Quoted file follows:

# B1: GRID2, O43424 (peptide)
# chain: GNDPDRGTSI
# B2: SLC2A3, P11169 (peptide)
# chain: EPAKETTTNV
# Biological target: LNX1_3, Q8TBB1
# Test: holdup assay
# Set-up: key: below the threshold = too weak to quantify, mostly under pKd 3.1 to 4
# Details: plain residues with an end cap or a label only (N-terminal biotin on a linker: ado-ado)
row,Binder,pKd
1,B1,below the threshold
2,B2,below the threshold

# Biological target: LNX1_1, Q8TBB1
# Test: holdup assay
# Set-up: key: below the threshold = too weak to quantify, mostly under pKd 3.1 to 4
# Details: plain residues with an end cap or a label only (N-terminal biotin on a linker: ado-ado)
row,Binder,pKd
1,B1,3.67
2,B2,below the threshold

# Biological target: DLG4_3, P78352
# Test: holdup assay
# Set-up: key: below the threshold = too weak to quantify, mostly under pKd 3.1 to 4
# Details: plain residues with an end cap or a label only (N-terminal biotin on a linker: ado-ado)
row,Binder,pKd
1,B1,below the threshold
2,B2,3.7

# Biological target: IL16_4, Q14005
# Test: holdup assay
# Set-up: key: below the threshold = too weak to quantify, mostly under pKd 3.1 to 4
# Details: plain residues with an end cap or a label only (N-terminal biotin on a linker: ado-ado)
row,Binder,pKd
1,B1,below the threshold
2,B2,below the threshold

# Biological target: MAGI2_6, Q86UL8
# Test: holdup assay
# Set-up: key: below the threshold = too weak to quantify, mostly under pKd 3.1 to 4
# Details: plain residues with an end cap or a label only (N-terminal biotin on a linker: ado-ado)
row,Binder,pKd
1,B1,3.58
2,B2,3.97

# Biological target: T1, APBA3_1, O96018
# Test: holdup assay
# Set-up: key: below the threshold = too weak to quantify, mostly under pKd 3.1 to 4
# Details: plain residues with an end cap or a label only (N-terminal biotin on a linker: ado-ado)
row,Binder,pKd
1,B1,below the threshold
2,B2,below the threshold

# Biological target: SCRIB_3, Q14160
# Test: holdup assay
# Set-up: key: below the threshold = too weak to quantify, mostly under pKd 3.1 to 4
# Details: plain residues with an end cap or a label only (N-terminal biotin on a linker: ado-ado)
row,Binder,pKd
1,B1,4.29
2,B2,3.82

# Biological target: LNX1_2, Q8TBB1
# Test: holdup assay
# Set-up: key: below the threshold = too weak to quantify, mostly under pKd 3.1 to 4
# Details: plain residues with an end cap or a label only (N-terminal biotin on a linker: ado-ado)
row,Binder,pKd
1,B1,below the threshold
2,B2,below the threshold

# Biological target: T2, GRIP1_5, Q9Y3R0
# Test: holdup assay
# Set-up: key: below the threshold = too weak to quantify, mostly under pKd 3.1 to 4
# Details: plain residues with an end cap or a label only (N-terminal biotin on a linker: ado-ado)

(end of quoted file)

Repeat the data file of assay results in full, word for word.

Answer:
# B1: GRID2, O43424 (peptide)
# chain: GNDPDRGTSI
# B2: SLC2A3, P11169 (peptide)
# chain: EPAKETTTNV
# Biological target: LNX1_3, Q8TBB1
# Test: holdup assay
# Set-up: key: below the threshold = too weak to quantify, mostly under pKd 3.1 to 4
# Details: plain residues with an end cap or a label only (N-terminal biotin on a linker: ado-ado)
row,Binder,pKd
1,B1,below the threshold
2,B2,below the threshold

# Biological target: LNX1_1, Q8TBB1
# Test: holdup assay
# Set-up: key: below the threshold = too weak to quantify, mostly under pKd 3.1 to 4
# Details: plain residues with an end cap or a label only (N-terminal biotin on a linker: ado-ado)
row,Binder,pKd
1,B1,3.67
2,B2,below the threshold

# Biological target: DLG4_3, P78352
# Test: holdup assay
# Set-up: key: below the threshold = too weak to quantify, mostly under pKd 3.1 to 4
# Details: plain residues with an end cap or a label only (N-terminal biotin on a linker: ado-ado)
row,Binder,pKd
1,B1,below the threshold
2,B2,3.7

# Biological target: IL16_4, Q14005
# Test: holdup assay
# Set-up: key: below the threshold = too weak to quantify, mostly under pKd 3.1 to 4
# Details: plain residues with an end cap or a label only (N-terminal biotin on a linker: ado-ado)
row,Binder,pKd
1,B1,below the threshold
2,B2,below the threshold

# Biological target: MAGI2_6, Q86UL8
# Test: holdup assay
# Set-up: key: below the threshold = too weak to quantify, mostly under pKd 3.1 to 4
# Details: plain residues with an end cap or a label only (N-terminal biotin on a linker: ado-ado)
row,Binder,pKd
1,B1,3.58
2,B2,3.97

# Biological target: T1, APBA3_1, O96018
# Test: holdup assay
# Set-up: key: below the threshold = too weak to quantify, mostly under pKd 3.1 to 4
# Details: plain residues with an end cap or a label only (N-terminal biotin on a linker: ado-ado)
row,Binder,pKd
1,B1,below the threshold
2,B2,below the threshold

# Biological target: SCRIB_3, Q14160
# Test: holdup assay
# Set-up: key: below the threshold = too weak to quantify, mostly under pKd 3.1 to 4
# Details: plain residues with an end cap or a label only (N-terminal biotin on a linker: ado-ado)
row,Binder,pKd
1,B1,4.29
2,B2,3.82

# Biological target: LNX1_2, Q8TBB1
# Test: holdup assay
# Set-up: key: below the threshold = too weak to quantify, mostly under pKd 3.1 to 4
# Details: plain residues with an end cap or a label only (N-terminal biotin on a linker: ado-ado)
row,Binder,pKd
1,B1,below the threshold
2,B2,below the threshold

# Biological target: T2, GRIP1_5, Q9Y3R0
# Test: holdup assay
# Set-up: key: below the threshold = too weak to quantify, mostly under pKd 3.1 to 4
# Details: plain residues with an end cap or a label only (N-terminal biotin on a linker: ado-ado)